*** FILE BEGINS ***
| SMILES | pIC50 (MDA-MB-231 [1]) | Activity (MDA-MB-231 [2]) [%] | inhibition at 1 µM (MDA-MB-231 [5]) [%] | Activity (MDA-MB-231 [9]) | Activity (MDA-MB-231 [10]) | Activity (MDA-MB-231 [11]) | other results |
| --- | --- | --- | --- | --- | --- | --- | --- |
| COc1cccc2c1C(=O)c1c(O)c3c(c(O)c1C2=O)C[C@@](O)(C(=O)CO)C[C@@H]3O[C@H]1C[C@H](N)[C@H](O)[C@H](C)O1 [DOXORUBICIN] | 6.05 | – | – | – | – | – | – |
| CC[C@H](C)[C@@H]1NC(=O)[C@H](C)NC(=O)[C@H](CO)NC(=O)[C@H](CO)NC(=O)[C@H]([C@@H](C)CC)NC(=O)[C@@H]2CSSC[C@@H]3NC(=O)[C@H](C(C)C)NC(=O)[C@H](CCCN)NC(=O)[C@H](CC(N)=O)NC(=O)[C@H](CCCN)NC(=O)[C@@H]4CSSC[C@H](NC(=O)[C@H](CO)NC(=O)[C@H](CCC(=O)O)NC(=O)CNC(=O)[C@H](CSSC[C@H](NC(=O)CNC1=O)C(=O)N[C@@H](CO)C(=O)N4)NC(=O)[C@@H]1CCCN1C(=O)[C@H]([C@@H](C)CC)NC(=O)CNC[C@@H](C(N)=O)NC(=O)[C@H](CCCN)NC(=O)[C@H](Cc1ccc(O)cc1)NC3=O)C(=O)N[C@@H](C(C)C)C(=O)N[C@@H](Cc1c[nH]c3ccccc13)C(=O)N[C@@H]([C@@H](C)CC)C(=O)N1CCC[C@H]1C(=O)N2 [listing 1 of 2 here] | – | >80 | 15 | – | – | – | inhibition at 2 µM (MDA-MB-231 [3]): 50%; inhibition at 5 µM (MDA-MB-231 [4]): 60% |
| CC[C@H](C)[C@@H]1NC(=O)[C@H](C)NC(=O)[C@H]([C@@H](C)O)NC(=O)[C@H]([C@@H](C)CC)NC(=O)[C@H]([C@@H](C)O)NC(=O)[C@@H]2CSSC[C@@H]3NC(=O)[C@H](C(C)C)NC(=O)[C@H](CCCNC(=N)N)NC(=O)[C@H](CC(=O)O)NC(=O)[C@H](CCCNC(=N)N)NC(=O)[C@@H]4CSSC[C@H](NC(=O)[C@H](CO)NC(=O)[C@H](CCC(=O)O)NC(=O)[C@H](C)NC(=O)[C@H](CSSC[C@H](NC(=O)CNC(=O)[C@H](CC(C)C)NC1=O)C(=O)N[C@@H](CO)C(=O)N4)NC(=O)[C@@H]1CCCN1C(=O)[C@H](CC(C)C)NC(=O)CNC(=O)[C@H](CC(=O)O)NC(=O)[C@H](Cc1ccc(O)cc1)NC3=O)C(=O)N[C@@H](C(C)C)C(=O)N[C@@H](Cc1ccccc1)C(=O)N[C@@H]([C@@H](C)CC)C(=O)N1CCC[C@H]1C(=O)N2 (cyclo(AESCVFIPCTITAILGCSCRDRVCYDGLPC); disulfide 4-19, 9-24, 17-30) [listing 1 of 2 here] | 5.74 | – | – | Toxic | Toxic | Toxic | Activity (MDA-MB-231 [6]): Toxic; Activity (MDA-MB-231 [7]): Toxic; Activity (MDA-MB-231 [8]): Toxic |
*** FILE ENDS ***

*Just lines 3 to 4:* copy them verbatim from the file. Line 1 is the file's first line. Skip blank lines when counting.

| COc1cccc2c1C(=O)c1c(O)c3c(c(O)c1C2=O)C[C@@](O)(C(=O)CO)C[C@@H]3O[C@H]1C[C@H](N)[C@H](O)[C@H](C)O1 [DOXORUBICIN] | 6.05 | – | – | – | – | – | – |
| CC[C@H](C)[C@@H]1NC(=O)[C@H](C)NC(=O)[C@H](CO)NC(=O)[C@H](CO)NC(=O)[C@H]([C@@H](C)CC)NC(=O)[C@@H]2CSSC[C@@H]3NC(=O)[C@H](C(C)C)NC(=O)[C@H](CCCN)NC(=O)[C@H](CC(N)=O)NC(=O)[C@H](CCCN)NC(=O)[C@@H]4CSSC[C@H](NC(=O)[C@H](CO)NC(=O)[C@H](CCC(=O)O)NC(=O)CNC(=O)[C@H](CSSC[C@H](NC(=O)CNC1=O)C(=O)N[C@@H](CO)C(=O)N4)NC(=O)[C@@H]1CCCN1C(=O)[C@H]([C@@H](C)CC)NC(=O)CNC[C@@H](C(N)=O)NC(=O)[C@H](CCCN)NC(=O)[C@H](Cc1ccc(O)cc1)NC3=O)C(=O)N[C@@H](C(C)C)C(=O)N[C@@H](Cc1c[nH]c3ccccc13)C(=O)N[C@@H]([C@@H](C)CC)C(=O)N1CCC[C@H]1C(=O)N2 [listing 1 of 2 here] | – | >80 | 15 | – | – | – | inhibition at 2 µM (MDA-MB-231 [3]): 50%; inhibition at 5 µM (MDA-MB-231 [4]): 60% |